Review of Jan Goodwin's The Price of Honor
It has been nearly three years since the attack of September 11th, 2001 shocked the world. Americans and our allies were forced to take a good look at the terrorist activity originating in the Middle East. Besides reports of terrorist training camps and the possible existence of weapons of mass destruction, we found an enemy who, for various reasons, despise the basic principles that America was founded upon. This enemy is not Islam nor is it all Muslims. It is a small percentage (10 to 15%) of Islamic Muslims who are extremists. They perpetuate a doctrine that, according to many Muslim leaders, is not supported by the Koran nor the majority of the Muslim population. These extreme militant believers support an ideology that, among other atrocities, advocates the extreme abuse of women, both physically and psychologically.
Jan Goodwin explored the Islamic Belt: a change of countries whose population is between 90 to 100% Muslim (Goodwin, xiii).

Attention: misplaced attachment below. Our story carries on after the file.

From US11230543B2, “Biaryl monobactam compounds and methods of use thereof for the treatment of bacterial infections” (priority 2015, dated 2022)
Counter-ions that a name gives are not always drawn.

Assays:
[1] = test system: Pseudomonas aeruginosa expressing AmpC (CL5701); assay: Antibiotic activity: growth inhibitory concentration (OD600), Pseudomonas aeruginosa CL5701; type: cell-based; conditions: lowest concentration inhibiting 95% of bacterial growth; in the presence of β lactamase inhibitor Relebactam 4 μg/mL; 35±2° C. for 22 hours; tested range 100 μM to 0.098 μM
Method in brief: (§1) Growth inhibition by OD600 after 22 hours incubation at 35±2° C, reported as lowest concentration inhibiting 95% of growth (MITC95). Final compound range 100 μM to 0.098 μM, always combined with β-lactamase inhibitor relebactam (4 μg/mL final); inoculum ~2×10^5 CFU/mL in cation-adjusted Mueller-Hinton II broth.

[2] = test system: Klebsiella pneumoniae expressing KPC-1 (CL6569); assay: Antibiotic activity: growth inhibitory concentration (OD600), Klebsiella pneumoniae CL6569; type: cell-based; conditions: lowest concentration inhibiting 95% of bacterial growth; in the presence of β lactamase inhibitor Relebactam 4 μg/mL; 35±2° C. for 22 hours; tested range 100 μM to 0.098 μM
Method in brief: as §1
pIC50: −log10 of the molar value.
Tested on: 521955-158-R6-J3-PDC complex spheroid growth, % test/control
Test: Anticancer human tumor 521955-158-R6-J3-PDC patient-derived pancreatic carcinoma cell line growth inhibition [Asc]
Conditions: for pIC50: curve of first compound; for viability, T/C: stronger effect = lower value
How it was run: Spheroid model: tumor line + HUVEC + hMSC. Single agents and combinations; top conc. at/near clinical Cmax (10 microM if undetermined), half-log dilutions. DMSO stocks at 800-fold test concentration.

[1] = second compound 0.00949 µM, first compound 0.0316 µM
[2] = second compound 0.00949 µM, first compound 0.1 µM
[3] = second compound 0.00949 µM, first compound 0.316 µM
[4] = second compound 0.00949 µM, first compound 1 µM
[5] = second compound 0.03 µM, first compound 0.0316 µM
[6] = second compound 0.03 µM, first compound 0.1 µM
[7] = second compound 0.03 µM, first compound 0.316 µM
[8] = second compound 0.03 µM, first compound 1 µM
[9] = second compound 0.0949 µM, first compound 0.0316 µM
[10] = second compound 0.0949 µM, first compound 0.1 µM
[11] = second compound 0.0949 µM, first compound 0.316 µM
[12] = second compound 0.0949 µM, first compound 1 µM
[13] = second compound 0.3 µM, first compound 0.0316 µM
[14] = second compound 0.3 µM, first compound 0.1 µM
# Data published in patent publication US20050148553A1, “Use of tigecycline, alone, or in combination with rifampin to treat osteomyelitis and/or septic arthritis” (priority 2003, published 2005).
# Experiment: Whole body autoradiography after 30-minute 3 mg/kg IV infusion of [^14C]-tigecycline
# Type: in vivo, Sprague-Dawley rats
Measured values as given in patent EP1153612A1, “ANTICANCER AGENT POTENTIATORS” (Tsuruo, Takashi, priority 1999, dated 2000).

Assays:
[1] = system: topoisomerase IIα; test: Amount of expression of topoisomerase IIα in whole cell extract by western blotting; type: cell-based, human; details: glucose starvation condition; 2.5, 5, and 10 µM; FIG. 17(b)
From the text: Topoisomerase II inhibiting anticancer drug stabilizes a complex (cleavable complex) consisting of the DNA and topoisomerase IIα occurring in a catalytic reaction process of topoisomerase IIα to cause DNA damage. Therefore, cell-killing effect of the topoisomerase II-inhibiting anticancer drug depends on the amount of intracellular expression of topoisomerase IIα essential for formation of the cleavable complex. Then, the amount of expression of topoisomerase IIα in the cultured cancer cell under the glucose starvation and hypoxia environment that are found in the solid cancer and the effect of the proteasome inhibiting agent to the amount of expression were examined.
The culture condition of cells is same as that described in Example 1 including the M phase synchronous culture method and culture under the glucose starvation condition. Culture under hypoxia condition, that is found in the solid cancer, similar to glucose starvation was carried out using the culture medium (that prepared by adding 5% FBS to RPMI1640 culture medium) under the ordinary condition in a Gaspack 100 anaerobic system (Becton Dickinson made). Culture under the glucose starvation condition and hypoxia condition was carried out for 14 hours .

In the late 1980's and early 1990's, Goodwin lived in the countries of Pakistan, Afghanistan, Iran, the United Arab Emirate states, Kuwait, Saudi Arabia, Iraq, Jordon, Israeli-Occupied Territories, and Egypt. She interviewed thousands of women attempting to see behind the "Veil of Silence on the Islamic World" (Goodwin, cover). Goodwin is a journalist, not a religious studies scholar, who is reporting her findings from the perspective of a journalist with over twenty years experience in Middle Eastern politics. In 1995, she published The Price of Honor after living there for six years. In late 2001, she returned to document any changes in the status of women after the Taliban was removed from power. In 2003, she published a revised edition of her 1995 book with updates of her findings. Goodwin's basic argument is...